Brian De Palma’s Blow Out begins as one kind of horror film and ends as another.
The first four minutes are a fake-out, a schlocky horror movie the likes of which De Palma could never settle for making. He’s having his fun while setting the scene, full of panting and pounding, synthesizers and screams. Jack Terry (John Travolta) is responsible for these sound effects, and as the film really starts, we see him working away on a dark and stormy-sounding night in his studio, playing back recorded thunderclaps and such while catching up on the latest election news. De Palma, ever fond of his split-screens, demonstrates two people doing their jobs: he manipulates sounds, while the media manipulates the voices behind a political campaign, voices that are either growing louder in the face of unkind polls or those which are soon to be silenced altogether.
Jack goes to a local park to record some more ambient noise and finds himself front and center as the car of a presidential hopeful careens into a nearby river. He dives in, unable to rescue the driver but saving his passenger, Sally (Nancy Allen, De Palma’s wife at the time). Once they get to a hospital, the late candidate’s aide convinces Jack to downplay Sally’s presence. He reluctantly agrees, but eventually realizes that he recorded a distinct bang prior to the crash – maybe, just maybe, the tire had actually been shot out…
In a post-Watergate, post-Zapruder, post-Chappaquiddick, post-Conversation climate, of course Jack is right to suspect that a conspiracy is afoot. He never quite grasps the scale of things: the villainous “they” out to sabotage his evidence and claim their lives is merely one man, Burke (a perfectly menacing John Lithgow), going beyond his intended mission to tie up all loose ends. The police refuse to listen – Jack got one of their men killed when a wire job went south – and Sally is still coming to terms with her role as an accomplice to blackmail, fine at first with killing a career but not at all with killing a man.
When Sally, drugged up in the hospital, tells Jack that she doesn’t like to be observed, she’s the second woman to say as much (while in the park, before the accident, Jack peeps in on a couple’s conversation to the woman’s dismay). Did he really need to play the part of voyeur there? Don’t we as moviegoers thrive on two hours of dropping in on strangers’ lives? The film’s tragic end seems not only like karmic punishment for Jack’s prying ways, but also the consequences for Sally’s willing ignorance when it comes to the misdeeds taking place all around her. “I don’t watch the news,” she admits. “It’s too depressing.” She’s a ditzy avatar for the sand-set head of the common man; if you’re aloof like her, you’re in denial, and if you’re aware like Jack, you’re in danger.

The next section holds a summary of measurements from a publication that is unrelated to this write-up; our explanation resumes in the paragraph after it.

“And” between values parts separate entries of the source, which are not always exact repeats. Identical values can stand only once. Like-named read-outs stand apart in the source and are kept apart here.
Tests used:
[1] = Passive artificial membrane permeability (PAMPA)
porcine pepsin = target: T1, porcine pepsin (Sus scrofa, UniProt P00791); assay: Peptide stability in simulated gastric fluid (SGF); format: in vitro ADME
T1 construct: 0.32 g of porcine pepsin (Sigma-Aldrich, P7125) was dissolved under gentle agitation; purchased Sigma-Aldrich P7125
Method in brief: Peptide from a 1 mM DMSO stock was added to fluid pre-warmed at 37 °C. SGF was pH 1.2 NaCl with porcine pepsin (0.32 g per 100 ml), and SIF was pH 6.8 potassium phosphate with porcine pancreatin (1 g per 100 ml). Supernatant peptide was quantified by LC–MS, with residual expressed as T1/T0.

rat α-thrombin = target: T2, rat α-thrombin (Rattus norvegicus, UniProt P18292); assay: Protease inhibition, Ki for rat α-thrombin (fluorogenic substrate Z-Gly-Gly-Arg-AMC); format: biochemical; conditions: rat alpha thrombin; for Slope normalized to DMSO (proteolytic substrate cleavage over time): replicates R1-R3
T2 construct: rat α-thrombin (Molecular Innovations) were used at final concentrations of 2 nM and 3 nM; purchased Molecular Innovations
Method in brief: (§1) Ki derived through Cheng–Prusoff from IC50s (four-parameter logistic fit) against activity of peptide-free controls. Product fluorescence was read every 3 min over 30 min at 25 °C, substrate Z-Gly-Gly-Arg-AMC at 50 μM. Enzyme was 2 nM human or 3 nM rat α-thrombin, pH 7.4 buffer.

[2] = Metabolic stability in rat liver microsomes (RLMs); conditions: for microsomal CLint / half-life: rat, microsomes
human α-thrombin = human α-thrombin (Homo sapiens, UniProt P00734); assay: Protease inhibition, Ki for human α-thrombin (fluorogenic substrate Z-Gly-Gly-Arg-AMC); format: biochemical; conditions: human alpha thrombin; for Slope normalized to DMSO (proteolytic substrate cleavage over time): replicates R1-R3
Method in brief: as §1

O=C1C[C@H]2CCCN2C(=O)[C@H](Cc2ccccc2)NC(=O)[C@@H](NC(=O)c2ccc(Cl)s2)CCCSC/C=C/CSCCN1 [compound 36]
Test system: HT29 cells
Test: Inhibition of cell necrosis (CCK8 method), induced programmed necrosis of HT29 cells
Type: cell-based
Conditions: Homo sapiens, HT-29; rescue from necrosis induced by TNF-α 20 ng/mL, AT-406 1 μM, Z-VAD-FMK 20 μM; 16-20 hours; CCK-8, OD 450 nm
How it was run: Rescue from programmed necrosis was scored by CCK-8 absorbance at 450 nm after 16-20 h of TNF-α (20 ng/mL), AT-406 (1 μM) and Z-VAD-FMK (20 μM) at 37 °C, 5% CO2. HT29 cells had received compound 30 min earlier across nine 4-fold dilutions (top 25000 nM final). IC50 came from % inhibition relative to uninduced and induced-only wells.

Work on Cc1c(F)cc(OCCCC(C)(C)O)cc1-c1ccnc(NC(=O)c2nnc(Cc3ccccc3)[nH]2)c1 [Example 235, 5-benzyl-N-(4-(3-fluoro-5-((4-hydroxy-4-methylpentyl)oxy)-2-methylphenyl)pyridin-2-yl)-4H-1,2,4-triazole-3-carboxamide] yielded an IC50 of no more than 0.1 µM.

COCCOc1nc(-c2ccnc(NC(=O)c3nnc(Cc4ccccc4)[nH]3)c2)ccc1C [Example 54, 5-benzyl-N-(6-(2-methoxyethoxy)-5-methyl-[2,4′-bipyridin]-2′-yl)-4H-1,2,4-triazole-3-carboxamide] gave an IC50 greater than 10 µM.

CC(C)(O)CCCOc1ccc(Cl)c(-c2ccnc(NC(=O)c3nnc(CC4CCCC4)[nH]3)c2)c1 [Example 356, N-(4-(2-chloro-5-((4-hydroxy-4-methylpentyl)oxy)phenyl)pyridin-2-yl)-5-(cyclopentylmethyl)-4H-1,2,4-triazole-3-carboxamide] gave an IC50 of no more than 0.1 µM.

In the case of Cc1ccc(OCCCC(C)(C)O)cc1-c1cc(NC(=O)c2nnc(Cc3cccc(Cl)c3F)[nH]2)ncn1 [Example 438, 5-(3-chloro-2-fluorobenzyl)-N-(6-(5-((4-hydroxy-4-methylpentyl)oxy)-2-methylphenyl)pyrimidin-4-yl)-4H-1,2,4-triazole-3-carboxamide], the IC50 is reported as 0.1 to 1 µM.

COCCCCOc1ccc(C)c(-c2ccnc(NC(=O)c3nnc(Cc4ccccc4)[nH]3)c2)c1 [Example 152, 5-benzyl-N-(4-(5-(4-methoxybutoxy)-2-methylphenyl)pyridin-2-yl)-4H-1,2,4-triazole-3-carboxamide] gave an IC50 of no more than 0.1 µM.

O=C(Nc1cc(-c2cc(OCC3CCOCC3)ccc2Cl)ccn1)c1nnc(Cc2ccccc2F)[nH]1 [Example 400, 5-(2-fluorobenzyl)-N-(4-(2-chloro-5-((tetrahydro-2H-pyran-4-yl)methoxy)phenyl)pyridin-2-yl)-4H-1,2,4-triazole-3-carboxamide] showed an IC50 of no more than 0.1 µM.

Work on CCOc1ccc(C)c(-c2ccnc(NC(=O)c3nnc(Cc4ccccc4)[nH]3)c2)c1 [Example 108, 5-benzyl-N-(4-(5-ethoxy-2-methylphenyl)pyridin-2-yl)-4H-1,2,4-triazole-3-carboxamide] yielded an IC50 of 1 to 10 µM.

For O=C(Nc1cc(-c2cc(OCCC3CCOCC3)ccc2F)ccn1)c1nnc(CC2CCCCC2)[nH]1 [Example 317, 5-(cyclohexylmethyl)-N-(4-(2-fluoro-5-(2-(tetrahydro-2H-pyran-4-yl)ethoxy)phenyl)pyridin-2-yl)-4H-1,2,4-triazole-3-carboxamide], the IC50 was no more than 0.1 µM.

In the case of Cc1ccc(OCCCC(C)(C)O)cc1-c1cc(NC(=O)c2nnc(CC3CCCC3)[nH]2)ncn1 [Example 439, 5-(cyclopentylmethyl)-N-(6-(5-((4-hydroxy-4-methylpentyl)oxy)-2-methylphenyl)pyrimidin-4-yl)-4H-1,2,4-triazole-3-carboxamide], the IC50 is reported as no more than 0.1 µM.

It’s a rightfully cynical perspective for De Palma to take, and one ripe for all of his thriller machinations to play out. Characters are constantly framed by windows and backed by mirrors, either always watching or always being watched, and every suspicion takes place against the backdrop of patriotic celebration in Philadelphia, previously the center of colonial resistance when enough men took umbrage with their deceitful government. Alas, Jack is all alone, fighting against parades and fireworks and smiling faces to get to the truth, to explain a death and save a life. He ultimately gets that perfect scream he needed, at too great a cost, and as De Palma returns to that schlocky horror movie from the beginning, he perfectly contrasts movies that reveal the truth against those which avoid it – a blood-drenched yet stake-free slasher vs. the far more insidious horrors of all-American living.
The film’s red/white/blue-dominated palette is crisply maintained by Criterion’s Blu-ray transfer, especially in the hypnotic climactic sequence, while the sound design is certainly worthy of such a particularly attentive movie. Supplemental features include three substantial interviews – one with De Palma, one with Allen, and one with Steadicam inventor Garrett Brown, all excellent – as well as Murder à la Mod, a peculiar 1968 feature by the director that owes a great debt to Peeping Tom; a photo gallery from set photographer Louis Goldman (fitting, as De Palma took his inspiration from Antonioni’s Blow-Up, about a murder unwittingly captured within a photograph); an essay by critic Michael Sragow; Pauline Kael’s rave review from The New Yorker; a replica of the film’s crucial magazine pages; and the original theatrical trailer.